@CurrentIteration, Team Parameter, Offset

Lauren Brose

With our Sprint 131 update (rolling out over the next few weeks), there are some major changes coming to the @CurrentIteration macro used for work item queries. We are introducing the concept of a macro parameter, as well as allowing an offset to @CurrentIteration. These updates are mainly motivated by:

  • A desire for queries to return the same results regardless of your team selection in our navigation
  • A highly upvoted User Voice item for the ability to query for items in past and future iterations
  • A way to use the macro to reference different iterations in the same query. For example, to look at the active work of two teams in different projects in their respective current iterations.

Using the Team Parameter

Now when you create or modify a query with the @CurrentIteration macro, you will be required to also select the team whose iteration schedule you would like to use. In the query editor UI, this selection will be made via an inline dropdown:

In the row beneath the @CurrentIteration macro selection, a user will be able to search for and select a team in the same way as the WI Form identity selector.

If you are using our Work Item Query Language (WIQL), you will also be required to specify the team as a parameter to the macro. The syntax for that would be as follows:

… WHERE [System.Iteration] = @CurrentIteration(‘[Project]Team’) …

With the team parameter, you can use the @CurrentIteration macro in the same query for different teams. This means you can now query for work items in two different team projects using different iteration names and even schedules! This satisfies another highly upvoted User Voice item.

Updating Existing Queries

You will not be able to save modifications to the query unless the team parameter has been specified. However, you will still be able to run the query without the new parameter and it will continue to choose a team based on your context and prompt you to save changes to the query via a banner.

The banner will link to our VSTS documentation on the @CurrentIteration macro and let you know which team your query was updated to use. This selection can be modified and saved with the team of your choice.

For Queries run from the hub, the populated team will be the one you have selected in the upper left corner of the navigation. For Dashboards, the detected team is the one who owns the Dashboard where the query widget is pinned. This means your Dashboard widgets will continue to return expected results, regardless of whether you have taken advantage of the macro updates.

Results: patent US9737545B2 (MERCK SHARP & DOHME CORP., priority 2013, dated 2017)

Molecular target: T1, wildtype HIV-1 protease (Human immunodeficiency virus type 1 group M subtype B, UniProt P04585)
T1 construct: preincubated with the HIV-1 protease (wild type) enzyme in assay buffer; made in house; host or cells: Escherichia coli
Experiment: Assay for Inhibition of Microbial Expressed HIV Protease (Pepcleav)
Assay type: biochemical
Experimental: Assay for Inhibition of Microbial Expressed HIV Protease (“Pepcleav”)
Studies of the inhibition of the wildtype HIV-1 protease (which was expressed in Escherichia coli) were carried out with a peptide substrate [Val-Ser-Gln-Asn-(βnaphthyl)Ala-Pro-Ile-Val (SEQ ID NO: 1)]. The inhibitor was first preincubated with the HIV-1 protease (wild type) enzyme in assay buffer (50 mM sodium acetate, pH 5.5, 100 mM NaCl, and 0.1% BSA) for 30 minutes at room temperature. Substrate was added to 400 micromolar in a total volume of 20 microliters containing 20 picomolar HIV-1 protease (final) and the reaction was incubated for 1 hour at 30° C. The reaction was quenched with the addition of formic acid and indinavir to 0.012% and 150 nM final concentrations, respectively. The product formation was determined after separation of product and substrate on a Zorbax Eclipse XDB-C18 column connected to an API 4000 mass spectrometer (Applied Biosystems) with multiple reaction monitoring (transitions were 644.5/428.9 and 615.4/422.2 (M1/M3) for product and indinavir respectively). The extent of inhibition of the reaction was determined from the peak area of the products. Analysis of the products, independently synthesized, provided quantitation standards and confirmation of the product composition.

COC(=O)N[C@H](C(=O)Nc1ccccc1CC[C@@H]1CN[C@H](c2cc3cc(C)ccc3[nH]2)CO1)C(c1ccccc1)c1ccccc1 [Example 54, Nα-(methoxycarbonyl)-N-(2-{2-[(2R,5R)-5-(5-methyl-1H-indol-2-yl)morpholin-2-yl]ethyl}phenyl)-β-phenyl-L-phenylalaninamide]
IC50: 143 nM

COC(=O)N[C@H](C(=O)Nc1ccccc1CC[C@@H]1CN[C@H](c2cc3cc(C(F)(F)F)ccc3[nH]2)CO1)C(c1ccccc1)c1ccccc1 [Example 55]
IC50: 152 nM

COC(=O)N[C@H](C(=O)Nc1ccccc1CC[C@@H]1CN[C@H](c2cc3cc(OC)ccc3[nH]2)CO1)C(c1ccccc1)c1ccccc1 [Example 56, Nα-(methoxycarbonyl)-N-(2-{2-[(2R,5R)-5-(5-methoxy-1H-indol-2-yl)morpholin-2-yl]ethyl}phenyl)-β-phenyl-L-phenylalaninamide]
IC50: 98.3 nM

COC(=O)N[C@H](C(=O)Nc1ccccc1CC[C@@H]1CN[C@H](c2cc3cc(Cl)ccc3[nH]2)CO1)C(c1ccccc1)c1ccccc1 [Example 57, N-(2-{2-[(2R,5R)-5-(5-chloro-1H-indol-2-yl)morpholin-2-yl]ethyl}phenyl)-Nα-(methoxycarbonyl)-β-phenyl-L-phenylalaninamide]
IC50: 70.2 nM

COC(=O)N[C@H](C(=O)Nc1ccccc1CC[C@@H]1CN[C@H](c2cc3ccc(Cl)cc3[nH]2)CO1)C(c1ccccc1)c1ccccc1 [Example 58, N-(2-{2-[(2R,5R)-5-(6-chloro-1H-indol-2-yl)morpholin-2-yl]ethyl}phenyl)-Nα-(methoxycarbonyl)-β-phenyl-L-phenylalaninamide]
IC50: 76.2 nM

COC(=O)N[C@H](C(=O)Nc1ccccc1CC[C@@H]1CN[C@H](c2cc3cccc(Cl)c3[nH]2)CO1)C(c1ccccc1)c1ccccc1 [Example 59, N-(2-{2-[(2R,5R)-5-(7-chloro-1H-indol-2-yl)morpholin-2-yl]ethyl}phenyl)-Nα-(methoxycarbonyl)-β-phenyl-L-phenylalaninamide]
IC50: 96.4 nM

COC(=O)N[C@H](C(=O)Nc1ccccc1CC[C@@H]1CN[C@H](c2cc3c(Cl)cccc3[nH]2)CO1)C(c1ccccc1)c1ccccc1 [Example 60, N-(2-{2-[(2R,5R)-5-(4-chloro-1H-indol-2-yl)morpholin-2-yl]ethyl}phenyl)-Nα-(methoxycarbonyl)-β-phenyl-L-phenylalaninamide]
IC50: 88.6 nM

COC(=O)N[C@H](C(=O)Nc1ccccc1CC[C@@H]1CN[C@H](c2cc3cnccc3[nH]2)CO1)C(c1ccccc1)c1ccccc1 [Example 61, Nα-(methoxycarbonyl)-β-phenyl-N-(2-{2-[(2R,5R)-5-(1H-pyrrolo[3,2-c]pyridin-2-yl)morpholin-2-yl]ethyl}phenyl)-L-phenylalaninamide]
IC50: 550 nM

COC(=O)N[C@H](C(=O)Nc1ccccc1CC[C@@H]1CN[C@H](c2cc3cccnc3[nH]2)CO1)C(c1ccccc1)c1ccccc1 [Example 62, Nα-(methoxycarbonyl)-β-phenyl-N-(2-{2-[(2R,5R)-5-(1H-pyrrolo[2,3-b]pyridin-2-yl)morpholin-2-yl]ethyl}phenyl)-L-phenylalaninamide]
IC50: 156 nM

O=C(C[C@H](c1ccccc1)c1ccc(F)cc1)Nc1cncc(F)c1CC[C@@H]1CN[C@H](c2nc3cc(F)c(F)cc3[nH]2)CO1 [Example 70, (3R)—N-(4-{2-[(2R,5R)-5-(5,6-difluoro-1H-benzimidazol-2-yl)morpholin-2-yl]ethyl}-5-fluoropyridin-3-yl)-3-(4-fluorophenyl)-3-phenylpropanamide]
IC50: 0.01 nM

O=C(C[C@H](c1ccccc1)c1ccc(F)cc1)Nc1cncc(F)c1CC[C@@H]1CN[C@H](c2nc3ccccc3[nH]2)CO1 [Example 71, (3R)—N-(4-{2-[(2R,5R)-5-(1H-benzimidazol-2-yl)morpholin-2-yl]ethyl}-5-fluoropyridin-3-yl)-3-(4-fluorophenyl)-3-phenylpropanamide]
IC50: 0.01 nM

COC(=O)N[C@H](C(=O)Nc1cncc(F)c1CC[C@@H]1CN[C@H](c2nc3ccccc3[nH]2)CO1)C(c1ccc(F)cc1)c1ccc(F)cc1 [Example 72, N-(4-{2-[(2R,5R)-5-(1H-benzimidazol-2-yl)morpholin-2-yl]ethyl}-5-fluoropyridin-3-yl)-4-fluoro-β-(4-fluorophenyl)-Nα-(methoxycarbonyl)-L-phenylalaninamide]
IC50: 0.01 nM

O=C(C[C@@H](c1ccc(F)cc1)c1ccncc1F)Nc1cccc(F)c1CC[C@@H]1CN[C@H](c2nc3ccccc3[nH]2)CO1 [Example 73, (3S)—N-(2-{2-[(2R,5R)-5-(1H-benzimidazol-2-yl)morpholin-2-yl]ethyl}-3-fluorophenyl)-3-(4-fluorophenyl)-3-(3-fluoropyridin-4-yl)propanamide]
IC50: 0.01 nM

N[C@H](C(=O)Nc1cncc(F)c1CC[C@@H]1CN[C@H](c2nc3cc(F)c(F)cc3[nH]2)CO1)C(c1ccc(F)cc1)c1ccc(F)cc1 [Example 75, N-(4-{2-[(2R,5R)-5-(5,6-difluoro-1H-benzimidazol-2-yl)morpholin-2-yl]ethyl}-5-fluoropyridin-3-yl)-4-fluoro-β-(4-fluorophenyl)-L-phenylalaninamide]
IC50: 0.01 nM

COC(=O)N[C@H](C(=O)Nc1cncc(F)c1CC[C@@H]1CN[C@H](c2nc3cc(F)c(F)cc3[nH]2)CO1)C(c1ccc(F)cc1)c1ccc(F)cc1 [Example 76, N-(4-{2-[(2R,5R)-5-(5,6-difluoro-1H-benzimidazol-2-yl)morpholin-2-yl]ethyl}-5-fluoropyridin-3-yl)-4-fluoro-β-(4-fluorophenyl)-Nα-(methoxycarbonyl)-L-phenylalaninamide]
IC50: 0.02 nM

Using Offset with @CurrentIteration

You can now choose to specify an integer offset that follows the @CurrentIteration macro to query for past and future sprints in a rolling window. The Editor will include +1 and -1 as suggested offsets, but you can choose to input your own offset value, just like you can with the @Today macro.

If you are writing WIQL rather than using the query UI, you will use the same syntax as @Today. In the example below, I am querying for the features we have planned in the next two sprints for my team, WIT IQ.

… WHERE [System.Iteration] = @CurrentIteration(‘[VSTS]WIT IQ’) + 1

OR [System.Iteration] = @CurrentIteration(‘[VSTS]WIT IQ’) + 2 …

Running @CurrentIteration Queries in Visual Studio

The new Team parameter is a change to the WIQL that previously shipped versions of Visual Studio  will not know how to interpret and render in the Query editor. To prevent you from encountering errors when opening your existing queries in Visual Studio, we will ignore the team parameter as a requirement for running the query. This means you will still be able to view query results with the iteration calculated based on your connected team from Team Explorer. To ensure the same results between web access and Visual Studio, be sure to connect to the same team you choose for the parameter.

You can edit the query and change columns, but you will not be able to save changes to a query from Visual Studio because we require all new queries to have a team parameter moving forward. Instead, you will be prompted to open the query in the web where we can support editing the macro with the team parameter.

Error message from Visual Studio that tells the user they cannot save @CurrentIteraiton queries in Visual Studio and should make changes in the web.

If you take advantage of the new offset functionality, your query will not run at all in Visual Studio. Again, this is because previously shipped versions of Visual Studio will not know how to interpret and render the offset selection in the Query Editor. You will see your queries in Team Explorer fail to load a result count. An icon by the query name will indicate the query has a syntax error.

Two queries under Team Favorites are shown. One called Features Next Sprint has an error icon and says Query not run.

Future Improvements

We hope to enrich our macro experience with the use of parameters in the future. There are many turns of the dial here, but some ideas include:

  • @Today(Time Zone) – explicitly define a time zone in your query so that all your team members see the same results, regardless of their datetime preferences
  • @Areas(Team) – easily reference the area paths owned by a team without writing multiple clauses
  • @LinkedTo(Link Type, ID) – find work items based on their link relationships with other work items and artifacts

Have questions or feedback?

Feel free to post questions or feedback below and be on the lookout for these changes coming to your VSTS account over the next couple of weeks!





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